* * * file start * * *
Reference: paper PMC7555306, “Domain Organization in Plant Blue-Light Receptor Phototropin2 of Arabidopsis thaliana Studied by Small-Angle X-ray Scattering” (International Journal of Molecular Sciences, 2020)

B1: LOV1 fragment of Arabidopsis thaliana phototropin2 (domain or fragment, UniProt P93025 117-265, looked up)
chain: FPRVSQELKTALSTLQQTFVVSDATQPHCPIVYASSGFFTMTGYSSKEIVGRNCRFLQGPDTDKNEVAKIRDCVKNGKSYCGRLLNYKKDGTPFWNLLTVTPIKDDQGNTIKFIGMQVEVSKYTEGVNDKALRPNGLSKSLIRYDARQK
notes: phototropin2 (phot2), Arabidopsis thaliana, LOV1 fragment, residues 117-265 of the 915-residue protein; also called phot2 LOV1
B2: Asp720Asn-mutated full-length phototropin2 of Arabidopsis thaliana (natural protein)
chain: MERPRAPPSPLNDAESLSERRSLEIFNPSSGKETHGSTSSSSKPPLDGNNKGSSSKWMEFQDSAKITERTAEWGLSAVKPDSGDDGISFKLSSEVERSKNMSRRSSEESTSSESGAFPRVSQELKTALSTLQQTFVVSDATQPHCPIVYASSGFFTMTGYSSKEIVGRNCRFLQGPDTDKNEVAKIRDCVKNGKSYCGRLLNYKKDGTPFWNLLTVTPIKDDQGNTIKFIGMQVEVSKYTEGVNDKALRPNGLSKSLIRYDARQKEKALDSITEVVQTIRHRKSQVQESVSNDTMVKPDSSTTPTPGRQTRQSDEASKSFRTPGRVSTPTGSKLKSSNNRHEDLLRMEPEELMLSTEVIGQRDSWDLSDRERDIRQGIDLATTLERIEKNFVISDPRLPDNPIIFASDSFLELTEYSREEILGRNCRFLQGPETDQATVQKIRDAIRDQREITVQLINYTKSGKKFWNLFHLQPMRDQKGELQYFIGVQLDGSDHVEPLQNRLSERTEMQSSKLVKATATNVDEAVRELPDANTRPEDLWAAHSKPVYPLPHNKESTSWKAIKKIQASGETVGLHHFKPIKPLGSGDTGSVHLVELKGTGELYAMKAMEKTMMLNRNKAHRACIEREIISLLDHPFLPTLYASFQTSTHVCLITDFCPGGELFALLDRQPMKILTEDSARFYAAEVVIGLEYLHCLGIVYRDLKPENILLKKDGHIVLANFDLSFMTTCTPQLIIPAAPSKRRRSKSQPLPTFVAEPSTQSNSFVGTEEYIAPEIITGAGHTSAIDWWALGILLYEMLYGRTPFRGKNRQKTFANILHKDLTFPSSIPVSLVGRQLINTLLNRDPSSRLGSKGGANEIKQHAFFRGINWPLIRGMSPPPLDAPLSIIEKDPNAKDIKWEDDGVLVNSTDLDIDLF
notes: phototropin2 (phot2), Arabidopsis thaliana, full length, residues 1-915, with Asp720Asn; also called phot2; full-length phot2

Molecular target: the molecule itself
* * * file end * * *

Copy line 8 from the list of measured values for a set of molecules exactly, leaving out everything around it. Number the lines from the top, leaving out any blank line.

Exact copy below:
Molecular target: the molecule itself